08 March 2019
#WomenOfKings - Cecile Dreiss
Celebrating and elevating King’s women for International Women's Day.
It's International Women's Day on Friday 8 March – a global day celebrating the social, economic, cultural and political achievements of women. This year's theme is Balance for Better, which calls for a more gender-balanced society. From the board room to the government, media coverage to employment, gender balance is essential for economies and communities to thrive.
To celebrate International Women's Day, we spoke to women from the Faculty of Life Science & Medicine King's about their careers, inspirations and what drives them.
"There are no good or bad choices, but that curiosity, excitement and enjoyment need to be part of it"
Dr Cecile Dreiss is a Reader in Soft Matter within the School of Cancer & Pharmaceutical Sciences.
What are you proudest of in your career?
The thought that, year on year, I can have a positive impact on younger generations through teaching and research supervision.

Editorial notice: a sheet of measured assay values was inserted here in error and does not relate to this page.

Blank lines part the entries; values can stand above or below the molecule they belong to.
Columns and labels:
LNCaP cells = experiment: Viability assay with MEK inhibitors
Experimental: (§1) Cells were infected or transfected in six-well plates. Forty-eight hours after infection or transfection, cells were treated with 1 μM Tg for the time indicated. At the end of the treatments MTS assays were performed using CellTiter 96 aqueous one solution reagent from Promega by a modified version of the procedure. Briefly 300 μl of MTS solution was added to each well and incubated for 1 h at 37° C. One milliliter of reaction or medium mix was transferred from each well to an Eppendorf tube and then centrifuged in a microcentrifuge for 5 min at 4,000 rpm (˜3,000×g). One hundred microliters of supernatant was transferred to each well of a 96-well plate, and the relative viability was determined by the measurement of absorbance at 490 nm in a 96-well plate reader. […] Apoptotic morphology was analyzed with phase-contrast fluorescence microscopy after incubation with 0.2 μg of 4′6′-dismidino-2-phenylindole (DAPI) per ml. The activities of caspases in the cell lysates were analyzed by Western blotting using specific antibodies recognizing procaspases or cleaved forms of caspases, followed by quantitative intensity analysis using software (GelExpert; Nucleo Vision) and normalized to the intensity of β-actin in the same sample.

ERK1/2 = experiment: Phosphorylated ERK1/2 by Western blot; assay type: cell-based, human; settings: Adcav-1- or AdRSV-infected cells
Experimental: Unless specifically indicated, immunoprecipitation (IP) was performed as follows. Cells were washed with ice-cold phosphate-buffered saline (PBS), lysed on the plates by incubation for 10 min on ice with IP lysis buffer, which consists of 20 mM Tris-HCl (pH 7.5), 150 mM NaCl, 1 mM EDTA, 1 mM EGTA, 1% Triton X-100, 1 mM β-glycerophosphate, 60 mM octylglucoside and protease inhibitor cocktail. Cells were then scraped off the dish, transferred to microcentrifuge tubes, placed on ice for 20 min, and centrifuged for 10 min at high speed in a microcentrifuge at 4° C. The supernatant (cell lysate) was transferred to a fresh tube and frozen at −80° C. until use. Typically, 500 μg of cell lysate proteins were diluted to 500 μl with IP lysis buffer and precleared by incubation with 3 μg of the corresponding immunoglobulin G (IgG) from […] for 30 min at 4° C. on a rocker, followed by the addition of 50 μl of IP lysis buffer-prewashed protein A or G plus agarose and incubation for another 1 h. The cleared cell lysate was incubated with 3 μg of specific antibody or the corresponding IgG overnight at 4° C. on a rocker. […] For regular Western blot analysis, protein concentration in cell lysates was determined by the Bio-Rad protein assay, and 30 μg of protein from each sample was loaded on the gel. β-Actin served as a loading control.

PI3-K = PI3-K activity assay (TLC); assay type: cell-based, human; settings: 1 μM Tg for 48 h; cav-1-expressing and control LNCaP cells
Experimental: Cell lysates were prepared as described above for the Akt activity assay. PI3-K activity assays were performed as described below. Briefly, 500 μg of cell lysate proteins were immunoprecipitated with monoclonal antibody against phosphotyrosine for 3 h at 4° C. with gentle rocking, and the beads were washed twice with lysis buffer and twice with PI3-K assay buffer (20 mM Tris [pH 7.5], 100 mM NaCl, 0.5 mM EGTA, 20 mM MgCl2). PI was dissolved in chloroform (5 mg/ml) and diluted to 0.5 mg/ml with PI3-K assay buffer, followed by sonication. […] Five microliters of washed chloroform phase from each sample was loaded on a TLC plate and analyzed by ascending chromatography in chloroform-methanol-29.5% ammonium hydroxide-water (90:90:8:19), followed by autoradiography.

Why did you decide to go into this field of study/research/work? What would you tell women who want to study in your field?
I did not make a conscious choice, many things happened through serendipity. I knew I wanted to keep learning, so academia was the obvious choice from the start, but I could have ended up in others fields, as there are very few things that I don’t find interesting.
I would tell women who want to study in my field that there are no good or bad choices, but that curiosity, excitement and enjoyment need to be part of it.
Who or what made you want to work in this field? How has your field changed since you started, and where do you see it going in the future?
I was ultimately attracted to “soft matter” because I am fascinated by how understanding things at the very small scale (molecular-level interactions and structures) give a material the properties that we see and experience at our macroscopic scale: something that flows, something that is mostly water but retains its shape (gels), something that is stiff.
In the future, progress in experimental and in silico techniques mean that we will be able to probe the structure of matter better, to smaller lengths scales, and this will help inform the design of materials that are more performant, whether that is for better biomaterials, drug formulations, more environmentally-friendly packaging, clothes, devices.